Upstream limited partnerships are by nature acquisitive. This is because, right now, the LP itself resembles a perfect arbitrage machine. Since the tax-advantaged LPs command valuations far superior to assets outside the LP, the LP can issue richly valued units to fund cheap acquisitions. As long as LPs can access capital--that is, as long as investors still want to buy units--those LPs will be able to grow at prodigious rates. Witness the $600 million private placement Atlas Energy Resources LP used to partially fund its $1.2 billion purchase of DTE Energy's (DTE) natural-gas assets. The deal is expected to increase Atlas' reserve base by more than 300% and daily production by 200%. If history is any indication, this is only a sign of things to come. Billions of mature producing assets could be bought up or spun out into LPs over the next few years.
The Atlas deal highlights the upside potential of limited partnerships. Atlas units closed 15% higher in the session following the announcement of the DTE deal. The jump was in response to the expected 34% hike in annual distributions brought about by the accretion of the deal. Early in the lives of these limited partnerships, sudden growth and unit price appreciation could be easily attained.
The Past Isn't Even Past: What Happens Next
But history also offers a number of lessons. The saga of the Canadian income trust provides an excellent case study for the future of the limited partnership in the United States.
First, the proliferation of upstream limited partnerships will ultimately lead to increasing competition for assets. Acquisition prices will likely bound higher as more LPs enter the bidding. This could be accompanied by a deterioration in the quality of assets held by LPs, as assets become scarcer and as owners of marginal assets try to capitalize on premium valuations by shoving them into LPs. These assets might have higher operating costs, lower output prices, or steeper declines that necessitate higher levels of maintenance and reinvestment capital.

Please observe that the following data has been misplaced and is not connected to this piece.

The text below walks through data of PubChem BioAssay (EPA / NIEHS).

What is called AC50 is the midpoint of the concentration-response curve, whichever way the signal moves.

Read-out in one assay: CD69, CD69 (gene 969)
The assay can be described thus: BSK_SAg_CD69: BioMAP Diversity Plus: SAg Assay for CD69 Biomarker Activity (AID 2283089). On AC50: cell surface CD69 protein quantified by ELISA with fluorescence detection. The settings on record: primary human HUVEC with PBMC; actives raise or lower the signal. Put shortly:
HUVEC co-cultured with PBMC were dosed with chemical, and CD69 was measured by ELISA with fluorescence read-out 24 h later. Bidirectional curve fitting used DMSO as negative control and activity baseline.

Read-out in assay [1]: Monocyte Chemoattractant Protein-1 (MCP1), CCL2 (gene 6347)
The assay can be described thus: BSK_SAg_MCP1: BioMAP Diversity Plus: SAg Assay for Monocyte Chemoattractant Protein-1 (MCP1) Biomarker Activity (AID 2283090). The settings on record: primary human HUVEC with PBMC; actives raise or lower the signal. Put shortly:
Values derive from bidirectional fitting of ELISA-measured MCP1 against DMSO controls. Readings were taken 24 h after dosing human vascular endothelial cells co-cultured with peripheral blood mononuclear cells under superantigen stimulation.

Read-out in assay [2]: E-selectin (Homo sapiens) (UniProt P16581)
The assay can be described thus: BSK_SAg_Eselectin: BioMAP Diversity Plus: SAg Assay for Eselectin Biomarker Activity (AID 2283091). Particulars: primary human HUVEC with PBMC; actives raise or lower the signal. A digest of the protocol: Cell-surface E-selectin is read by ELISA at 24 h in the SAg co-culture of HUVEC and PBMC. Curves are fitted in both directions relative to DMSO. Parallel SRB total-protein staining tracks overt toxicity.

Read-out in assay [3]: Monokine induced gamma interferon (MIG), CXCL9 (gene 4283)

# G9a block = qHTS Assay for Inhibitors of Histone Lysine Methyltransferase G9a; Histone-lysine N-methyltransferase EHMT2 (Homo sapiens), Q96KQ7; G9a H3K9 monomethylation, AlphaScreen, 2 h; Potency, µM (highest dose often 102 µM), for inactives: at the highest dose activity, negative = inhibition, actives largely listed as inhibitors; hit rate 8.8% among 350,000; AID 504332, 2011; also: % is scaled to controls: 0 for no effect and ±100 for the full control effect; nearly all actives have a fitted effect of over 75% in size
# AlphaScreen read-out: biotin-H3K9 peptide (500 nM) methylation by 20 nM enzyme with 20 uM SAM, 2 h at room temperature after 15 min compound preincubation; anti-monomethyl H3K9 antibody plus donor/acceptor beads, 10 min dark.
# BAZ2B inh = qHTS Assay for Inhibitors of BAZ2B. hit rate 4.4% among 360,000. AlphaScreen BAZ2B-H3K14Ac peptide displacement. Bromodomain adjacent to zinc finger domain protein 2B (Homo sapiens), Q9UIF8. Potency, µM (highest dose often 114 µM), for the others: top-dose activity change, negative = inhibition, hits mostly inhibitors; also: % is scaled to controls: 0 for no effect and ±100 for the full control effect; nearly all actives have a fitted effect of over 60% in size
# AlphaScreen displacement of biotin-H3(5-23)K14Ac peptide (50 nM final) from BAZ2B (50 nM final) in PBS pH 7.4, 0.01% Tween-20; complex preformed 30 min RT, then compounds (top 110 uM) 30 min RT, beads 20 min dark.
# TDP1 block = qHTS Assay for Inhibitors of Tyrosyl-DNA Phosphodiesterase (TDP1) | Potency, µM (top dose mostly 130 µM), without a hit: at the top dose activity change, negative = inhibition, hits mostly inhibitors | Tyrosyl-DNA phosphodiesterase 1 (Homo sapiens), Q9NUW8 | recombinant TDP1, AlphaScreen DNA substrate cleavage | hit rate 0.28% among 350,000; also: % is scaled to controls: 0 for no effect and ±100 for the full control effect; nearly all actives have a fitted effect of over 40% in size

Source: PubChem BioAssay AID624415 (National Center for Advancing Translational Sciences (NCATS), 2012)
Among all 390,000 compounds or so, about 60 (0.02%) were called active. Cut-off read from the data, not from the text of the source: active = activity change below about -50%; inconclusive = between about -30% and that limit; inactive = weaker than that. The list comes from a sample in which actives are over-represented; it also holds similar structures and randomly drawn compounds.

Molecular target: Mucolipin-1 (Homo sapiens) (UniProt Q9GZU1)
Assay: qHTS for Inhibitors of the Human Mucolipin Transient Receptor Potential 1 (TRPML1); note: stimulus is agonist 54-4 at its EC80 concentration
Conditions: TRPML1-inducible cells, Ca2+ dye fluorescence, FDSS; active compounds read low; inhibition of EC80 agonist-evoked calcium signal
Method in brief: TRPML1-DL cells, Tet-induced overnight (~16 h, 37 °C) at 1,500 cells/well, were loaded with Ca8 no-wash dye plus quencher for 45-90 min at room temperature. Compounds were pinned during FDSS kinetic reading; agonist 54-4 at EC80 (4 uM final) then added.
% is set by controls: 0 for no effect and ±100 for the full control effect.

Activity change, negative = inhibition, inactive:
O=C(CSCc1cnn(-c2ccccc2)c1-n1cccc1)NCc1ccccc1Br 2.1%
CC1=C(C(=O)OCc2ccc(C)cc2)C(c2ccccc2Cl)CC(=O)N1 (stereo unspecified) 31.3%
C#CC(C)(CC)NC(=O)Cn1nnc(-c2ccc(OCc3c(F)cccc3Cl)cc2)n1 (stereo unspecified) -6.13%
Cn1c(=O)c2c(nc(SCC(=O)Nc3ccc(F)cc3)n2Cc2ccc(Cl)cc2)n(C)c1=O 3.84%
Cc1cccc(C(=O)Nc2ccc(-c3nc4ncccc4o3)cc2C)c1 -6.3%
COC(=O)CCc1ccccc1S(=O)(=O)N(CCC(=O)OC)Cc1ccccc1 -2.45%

Competition will also spur the quest for size. In general, the bigger LPs will not only benefit from lower cost of capital, but they will be able to go after larger acquisitions or projects. However, "size at any cost" is a dangerous strategy. It will be easy to overpay for assets, to dilute operational efficiencies, to buy assets that don't end up meeting expectations. In addition, buying assets at what might be the top of the cycle could be problematic for LPs that pay for deals with debt. In a cyclical downturn, servicing debt could compound problems.
Canada also witnessed the gradual disappearance of the intermediate (medium-sized) upstream corporation. Once a growing junior producer reached a certain size, it would either convert to a trust or be purchased by one. This stratified upstream capital spending, with smaller corporations taking on the risk to explore and the trusts buying mature assets and developing them. But once the immense producer EnCana (ECA) began to consider forming an income trust, the government decided to act (or react), which brings us to the risks of the upstream LP.
Regulatory changes could someday take away the tax advantages of the upstream limited partnership. The Canadian government acted to stem tax leakage brought about by the conversion of its biggest companies to income trusts. The U.S. government might have bigger fish to fry right now--but who's to say what's down the road?
Beyond the tax issue, however remote, lie other risks. If oil and gas prices were to fall for a prolonged period, the LPs' hedges could run out, and they wouldn't be able to sustain their revenues, which might lead to distribution cuts. Also, the yield-driven valuations of the LPs make them susceptible to interest rate risk; if interest rates rise, investors demand higher yields from risky investments, and unit prices have to fall to compensate.
What's the Verdict?
We currently cover one upstream LP, BreitBurn Energy Partners , and it's trading well above our estimate of its fair value. But opportunities will certainly lie ahead in the upstream limited partnership space. Upstream corporations could reap immense benefits by harvesting their mature assets. The LPs could grow at astronomic rates. All that remains is to see whether this sequel has a better ending than the ones that have come before.
Kish Patel does not own (actual or beneficial) shares in any of the securities mentioned above. Find out about Morningstar’s editorial policies.